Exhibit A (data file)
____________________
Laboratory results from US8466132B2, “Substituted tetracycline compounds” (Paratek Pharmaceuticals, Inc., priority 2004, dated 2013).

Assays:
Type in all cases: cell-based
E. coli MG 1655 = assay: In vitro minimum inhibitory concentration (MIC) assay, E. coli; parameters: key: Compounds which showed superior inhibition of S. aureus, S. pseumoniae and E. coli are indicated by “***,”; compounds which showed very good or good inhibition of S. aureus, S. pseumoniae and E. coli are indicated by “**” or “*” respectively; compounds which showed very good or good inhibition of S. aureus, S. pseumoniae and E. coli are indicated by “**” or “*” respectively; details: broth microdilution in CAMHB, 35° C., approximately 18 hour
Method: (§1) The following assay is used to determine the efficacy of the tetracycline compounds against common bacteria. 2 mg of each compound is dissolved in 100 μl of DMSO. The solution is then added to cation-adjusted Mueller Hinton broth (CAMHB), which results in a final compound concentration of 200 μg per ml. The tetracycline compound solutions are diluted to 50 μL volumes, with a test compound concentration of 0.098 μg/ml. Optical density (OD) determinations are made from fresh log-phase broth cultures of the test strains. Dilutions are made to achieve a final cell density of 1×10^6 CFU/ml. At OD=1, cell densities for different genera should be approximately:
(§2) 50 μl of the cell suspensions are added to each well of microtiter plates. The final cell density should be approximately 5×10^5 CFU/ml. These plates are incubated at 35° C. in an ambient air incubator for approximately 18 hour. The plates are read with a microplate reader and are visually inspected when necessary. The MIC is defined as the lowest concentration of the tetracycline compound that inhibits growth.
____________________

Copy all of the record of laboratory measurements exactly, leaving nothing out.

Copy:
Laboratory results from US8466132B2, “Substituted tetracycline compounds” (Paratek Pharmaceuticals, Inc., priority 2004, dated 2013).

Assays:
Type in all cases: cell-based
E. coli MG 1655 = assay: In vitro minimum inhibitory concentration (MIC) assay, E. coli; parameters: key: Compounds which showed superior inhibition of S. aureus, S. pseumoniae and E. coli are indicated by “***,”; compounds which showed very good or good inhibition of S. aureus, S. pseumoniae and E. coli are indicated by “**” or “*” respectively; compounds which showed very good or good inhibition of S. aureus, S. pseumoniae and E. coli are indicated by “**” or “*” respectively; details: broth microdilution in CAMHB, 35° C., approximately 18 hour
Method: (§1) The following assay is used to determine the efficacy of the tetracycline compounds against common bacteria. 2 mg of each compound is dissolved in 100 μl of DMSO. The solution is then added to cation-adjusted Mueller Hinton broth (CAMHB), which results in a final compound concentration of 200 μg per ml. The tetracycline compound solutions are diluted to 50 μL volumes, with a test compound concentration of 0.098 μg/ml. Optical density (OD) determinations are made from fresh log-phase broth cultures of the test strains. Dilutions are made to achieve a final cell density of 1×10^6 CFU/ml. At OD=1, cell densities for different genera should be approximately:
(§2) 50 μl of the cell suspensions are added to each well of microtiter plates. The final cell density should be approximately 5×10^5 CFU/ml. These plates are incubated at 35° C. in an ambient air incubator for approximately 18 hour. The plates are read with a microplate reader and are visually inspected when necessary. The MIC is defined as the lowest concentration of the tetracycline compound that inhibits growth.